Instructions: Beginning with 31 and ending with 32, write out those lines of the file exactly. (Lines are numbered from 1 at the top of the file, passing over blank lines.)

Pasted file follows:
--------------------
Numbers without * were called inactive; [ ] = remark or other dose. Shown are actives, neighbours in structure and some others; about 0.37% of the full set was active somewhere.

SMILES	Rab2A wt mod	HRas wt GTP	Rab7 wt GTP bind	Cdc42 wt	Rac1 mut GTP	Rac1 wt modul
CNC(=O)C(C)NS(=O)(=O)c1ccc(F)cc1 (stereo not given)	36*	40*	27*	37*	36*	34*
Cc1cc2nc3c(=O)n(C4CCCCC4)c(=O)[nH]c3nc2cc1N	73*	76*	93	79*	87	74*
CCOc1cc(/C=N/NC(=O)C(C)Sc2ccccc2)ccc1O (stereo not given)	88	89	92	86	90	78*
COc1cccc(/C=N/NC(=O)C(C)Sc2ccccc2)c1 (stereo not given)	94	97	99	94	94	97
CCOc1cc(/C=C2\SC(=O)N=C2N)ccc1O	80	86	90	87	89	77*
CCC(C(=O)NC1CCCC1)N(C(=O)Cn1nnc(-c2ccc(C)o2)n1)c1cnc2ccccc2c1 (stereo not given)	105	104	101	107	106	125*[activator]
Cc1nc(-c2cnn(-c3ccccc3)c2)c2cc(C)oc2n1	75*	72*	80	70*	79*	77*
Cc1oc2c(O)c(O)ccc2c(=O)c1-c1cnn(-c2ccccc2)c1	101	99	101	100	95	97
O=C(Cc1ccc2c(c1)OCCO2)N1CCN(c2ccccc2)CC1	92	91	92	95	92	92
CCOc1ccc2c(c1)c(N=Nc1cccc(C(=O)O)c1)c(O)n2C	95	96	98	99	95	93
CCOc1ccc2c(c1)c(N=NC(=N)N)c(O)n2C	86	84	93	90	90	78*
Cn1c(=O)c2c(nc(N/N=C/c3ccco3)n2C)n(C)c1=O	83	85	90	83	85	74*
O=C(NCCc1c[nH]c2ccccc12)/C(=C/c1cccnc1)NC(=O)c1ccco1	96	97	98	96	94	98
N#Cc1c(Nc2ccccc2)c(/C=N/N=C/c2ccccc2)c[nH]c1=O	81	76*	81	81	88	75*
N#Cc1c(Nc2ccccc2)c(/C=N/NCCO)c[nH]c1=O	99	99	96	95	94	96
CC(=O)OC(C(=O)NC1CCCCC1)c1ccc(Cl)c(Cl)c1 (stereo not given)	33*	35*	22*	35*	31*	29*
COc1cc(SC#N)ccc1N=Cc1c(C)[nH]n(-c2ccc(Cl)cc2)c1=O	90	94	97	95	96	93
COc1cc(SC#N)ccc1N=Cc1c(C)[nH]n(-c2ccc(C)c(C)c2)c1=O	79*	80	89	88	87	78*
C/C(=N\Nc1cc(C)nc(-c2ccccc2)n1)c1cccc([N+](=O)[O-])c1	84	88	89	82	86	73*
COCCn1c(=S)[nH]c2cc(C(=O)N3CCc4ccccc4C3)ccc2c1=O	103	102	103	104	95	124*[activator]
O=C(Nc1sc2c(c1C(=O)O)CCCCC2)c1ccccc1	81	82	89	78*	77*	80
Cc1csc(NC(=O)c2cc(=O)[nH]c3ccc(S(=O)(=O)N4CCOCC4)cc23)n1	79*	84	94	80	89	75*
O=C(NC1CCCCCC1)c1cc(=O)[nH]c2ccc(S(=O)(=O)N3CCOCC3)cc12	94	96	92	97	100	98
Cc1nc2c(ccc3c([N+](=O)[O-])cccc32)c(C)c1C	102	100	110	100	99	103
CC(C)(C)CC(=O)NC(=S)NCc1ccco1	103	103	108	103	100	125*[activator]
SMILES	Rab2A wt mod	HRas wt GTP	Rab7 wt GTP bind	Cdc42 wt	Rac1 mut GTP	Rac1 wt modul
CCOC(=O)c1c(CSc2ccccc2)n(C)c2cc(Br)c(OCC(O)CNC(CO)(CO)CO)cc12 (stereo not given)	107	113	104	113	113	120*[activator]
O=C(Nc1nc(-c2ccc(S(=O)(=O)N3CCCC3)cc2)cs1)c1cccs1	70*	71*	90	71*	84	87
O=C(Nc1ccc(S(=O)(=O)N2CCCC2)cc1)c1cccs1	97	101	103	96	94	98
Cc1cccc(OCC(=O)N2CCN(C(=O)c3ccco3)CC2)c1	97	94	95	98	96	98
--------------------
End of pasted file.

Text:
O=C(Nc1ccc(S(=O)(=O)N2CCCC2)cc1)c1cccs1	97	101	103	96	94	98
Cc1cccc(OCC(=O)N2CCN(C(=O)c3ccco3)CC2)c1	97	94	95	98	96	98